She considered becoming a historian, too.
With her talent for writing also evident, she was asked by USA’s Dean of Women, Blanche Cox, to pen an essay for Glamour magazine, reflecting on these questions: What are my goals? How did I choose them? How do I plan to carry them out?
Her answers changed her life.
Culbreth was chosen from throughout the nation as one of Glamour’s Top Ten College Girls. She spent two weeks in New York, visited the magazine, was featured in the photo shoot.
She became captivated by the city.
She moved there for a longer stay, resided in a hotel for women — accommodations in those days for “career gals,” as she puts it — and got a job at Seventeen magazine as an editorial assistant. Then, she rented a one-bedroom apartment with two friends, ambitious but struggling. “We were basically sleeping on the floor.”
The city fed her mind, her heart. She explored museums, stood for Broadway shows, enjoyed “people watching.” Sometimes, “the millions of strangers made me feel weepy for family.” But there was a heady freedom in being unknown.
“New York was my finishing school and junior year abroad rolled into one.”
And the 1970s, as she explains, “were a turning point in feminism. Every woman I met was in a state of becoming.”
Her pen name became Judsen Culbreth. She graduated to other magazines, climbed the ranks.
At Ladies’ Home Journal, she edited the wildly popular column, “Can This Marriage Be Saved?”
She moved on to Mademoiselle, rising higher on the masthead.
“It was the heyday of women’s magazines. They rocked.”
She got married, had her daughter, Brett, and son, Charlie, and hit the pinnacle of her career — executive editor for Redbook.
“It was the magazine for ‘red hot mamas,’” she says, laughing. Masters & Johnson, Benjamin Spock — she lists columnists and contributors. An expense account, a driver — for a “career gal” who’d slept on her coat at the outset, the perks were amazing. “Redbook changed everything for me.”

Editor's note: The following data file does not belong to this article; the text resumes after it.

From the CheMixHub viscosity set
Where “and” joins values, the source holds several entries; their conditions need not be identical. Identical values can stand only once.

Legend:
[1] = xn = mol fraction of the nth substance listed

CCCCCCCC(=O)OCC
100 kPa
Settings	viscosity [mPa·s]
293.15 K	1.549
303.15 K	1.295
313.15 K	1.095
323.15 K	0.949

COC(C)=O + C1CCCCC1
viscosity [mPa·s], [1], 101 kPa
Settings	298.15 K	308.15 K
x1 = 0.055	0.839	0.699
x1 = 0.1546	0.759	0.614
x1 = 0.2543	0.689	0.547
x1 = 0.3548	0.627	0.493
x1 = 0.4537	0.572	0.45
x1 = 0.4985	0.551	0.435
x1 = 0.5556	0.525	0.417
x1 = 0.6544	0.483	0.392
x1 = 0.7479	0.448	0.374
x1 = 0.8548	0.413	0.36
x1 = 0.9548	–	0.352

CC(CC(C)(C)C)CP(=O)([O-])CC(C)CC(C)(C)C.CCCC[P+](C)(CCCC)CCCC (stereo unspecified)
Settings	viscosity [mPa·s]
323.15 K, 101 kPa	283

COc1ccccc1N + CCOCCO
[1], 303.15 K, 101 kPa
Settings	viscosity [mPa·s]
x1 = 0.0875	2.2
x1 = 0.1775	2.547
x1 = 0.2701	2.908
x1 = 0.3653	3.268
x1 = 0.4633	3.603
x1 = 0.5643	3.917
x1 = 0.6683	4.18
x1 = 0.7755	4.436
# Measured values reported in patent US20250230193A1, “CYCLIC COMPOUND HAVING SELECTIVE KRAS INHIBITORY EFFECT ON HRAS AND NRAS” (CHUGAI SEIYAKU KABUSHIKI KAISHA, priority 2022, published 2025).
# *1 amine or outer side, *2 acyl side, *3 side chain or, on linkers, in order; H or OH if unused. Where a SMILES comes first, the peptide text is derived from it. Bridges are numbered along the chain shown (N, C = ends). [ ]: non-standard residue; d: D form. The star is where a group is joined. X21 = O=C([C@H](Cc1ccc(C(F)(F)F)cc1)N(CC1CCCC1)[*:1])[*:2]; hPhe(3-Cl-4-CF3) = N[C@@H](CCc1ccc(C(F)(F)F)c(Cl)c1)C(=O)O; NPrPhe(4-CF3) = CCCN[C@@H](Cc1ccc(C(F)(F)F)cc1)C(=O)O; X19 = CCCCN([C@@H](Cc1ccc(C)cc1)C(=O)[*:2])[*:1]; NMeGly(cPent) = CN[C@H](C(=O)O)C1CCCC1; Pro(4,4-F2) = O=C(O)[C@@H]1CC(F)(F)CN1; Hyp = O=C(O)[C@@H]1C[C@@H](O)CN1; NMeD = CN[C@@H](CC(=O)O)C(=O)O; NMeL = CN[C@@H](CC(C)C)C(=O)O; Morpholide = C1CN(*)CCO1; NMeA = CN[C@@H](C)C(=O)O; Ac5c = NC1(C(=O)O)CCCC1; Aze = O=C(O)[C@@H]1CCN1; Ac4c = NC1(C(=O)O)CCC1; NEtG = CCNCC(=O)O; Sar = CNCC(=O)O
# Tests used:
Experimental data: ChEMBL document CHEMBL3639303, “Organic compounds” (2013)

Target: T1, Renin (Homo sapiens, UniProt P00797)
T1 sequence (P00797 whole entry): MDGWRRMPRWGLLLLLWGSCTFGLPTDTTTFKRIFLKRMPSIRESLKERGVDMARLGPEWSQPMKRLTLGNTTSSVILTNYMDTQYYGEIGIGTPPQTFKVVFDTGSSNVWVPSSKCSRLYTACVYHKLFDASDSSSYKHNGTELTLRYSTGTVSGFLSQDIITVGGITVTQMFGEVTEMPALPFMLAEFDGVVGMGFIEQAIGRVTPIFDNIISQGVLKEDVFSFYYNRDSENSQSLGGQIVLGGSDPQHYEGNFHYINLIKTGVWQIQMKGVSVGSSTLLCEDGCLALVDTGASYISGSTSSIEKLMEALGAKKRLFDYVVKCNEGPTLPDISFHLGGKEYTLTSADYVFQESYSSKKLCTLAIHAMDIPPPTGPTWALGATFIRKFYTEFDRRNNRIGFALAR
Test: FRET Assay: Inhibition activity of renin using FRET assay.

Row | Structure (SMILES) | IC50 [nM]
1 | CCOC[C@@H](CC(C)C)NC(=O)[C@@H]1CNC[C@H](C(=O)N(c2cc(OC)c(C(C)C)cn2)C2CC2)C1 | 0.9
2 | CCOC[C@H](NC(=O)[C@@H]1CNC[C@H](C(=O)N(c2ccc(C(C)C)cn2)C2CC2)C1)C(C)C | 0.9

Looking back on those high-energy, jam-packed, vibrant New York days, she explains her work philosophy: “I always believe you should extend yourself, do something out of your comfort zone.”
She became editor of Working Mother and a regular on-air contributor to NBC’s “The Today Show.”
But she was a media star with a secret: “I was shy. I didn’t want to do public speaking, I’d blush.”
She pushed beyond her comfort zone. “I’ve learned to make myself more extroverted.”
She emceed a conference in Manhattan on the 100 best companies for working mothers and was invited to the White House by First Lady Hillary Clinton for a luncheon, thanks to a story she had published on career moms in the White House.
Her first marriage over, back in the singles’ world, she wrote her first book: “The Boomers Guide to Online Dating.”
She met Walter Kirkland, a Wall Street bond trader and avid fisherman, also on his own again after starting a family. The Mobile girl and the Atlanta native married.
All the while, young Judy, child of the Deep South, was amazed at her grown-up accomplishments.
When she discovered the lives of Delia and Eloise, she found resonance with her own.
“I didn’t grow up in a privileged family, but I became a top editor. I had my native intelligence and the idea that I could do something. I identified with the women in my book. They realized they could make a difference not only in the town where they tried their wings but in the nation.”
Back to Her Roots